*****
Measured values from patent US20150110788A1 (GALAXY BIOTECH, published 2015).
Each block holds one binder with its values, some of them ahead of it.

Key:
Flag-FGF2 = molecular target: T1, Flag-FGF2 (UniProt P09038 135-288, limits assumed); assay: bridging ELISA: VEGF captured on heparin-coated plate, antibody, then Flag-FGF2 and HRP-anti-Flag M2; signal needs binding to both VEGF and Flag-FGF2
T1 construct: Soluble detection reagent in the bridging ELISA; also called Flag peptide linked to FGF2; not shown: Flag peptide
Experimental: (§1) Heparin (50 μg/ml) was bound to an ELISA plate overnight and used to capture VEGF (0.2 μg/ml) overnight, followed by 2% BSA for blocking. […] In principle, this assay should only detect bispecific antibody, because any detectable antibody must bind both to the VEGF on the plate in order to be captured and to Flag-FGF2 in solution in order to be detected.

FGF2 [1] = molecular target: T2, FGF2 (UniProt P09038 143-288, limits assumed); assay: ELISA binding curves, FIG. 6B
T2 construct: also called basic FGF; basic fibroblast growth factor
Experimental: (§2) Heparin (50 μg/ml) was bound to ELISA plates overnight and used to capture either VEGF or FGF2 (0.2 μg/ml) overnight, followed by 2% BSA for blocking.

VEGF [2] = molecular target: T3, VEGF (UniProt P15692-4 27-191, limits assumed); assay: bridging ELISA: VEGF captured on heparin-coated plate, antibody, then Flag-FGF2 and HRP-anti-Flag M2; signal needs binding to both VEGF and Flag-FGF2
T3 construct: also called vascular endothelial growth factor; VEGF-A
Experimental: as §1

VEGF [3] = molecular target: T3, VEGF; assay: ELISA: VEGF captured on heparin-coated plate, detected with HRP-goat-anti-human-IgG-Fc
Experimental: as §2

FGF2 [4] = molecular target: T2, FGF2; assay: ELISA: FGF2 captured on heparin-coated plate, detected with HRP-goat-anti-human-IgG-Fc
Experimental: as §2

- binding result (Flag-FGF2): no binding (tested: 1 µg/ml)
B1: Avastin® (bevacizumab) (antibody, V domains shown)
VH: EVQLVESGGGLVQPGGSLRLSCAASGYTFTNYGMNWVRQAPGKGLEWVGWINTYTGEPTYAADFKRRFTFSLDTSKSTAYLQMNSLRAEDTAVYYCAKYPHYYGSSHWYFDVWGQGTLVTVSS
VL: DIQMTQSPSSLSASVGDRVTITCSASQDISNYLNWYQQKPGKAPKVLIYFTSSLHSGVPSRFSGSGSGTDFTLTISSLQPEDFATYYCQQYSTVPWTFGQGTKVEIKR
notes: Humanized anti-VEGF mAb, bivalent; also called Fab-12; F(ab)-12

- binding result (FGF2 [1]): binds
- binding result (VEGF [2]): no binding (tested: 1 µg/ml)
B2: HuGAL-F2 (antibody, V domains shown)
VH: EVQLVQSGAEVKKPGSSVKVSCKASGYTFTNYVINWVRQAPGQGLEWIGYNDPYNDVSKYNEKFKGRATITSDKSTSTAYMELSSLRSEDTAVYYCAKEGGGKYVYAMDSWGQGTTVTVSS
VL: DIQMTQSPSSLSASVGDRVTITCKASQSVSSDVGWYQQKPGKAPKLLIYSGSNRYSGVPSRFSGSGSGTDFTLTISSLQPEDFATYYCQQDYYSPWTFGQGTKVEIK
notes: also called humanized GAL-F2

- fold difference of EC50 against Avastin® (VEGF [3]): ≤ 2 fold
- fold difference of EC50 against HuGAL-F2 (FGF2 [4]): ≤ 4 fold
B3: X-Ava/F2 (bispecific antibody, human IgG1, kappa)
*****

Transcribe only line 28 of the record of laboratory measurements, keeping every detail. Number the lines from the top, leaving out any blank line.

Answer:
- fold difference of EC50 against Avastin® (VEGF [3]): ≤ 2 fold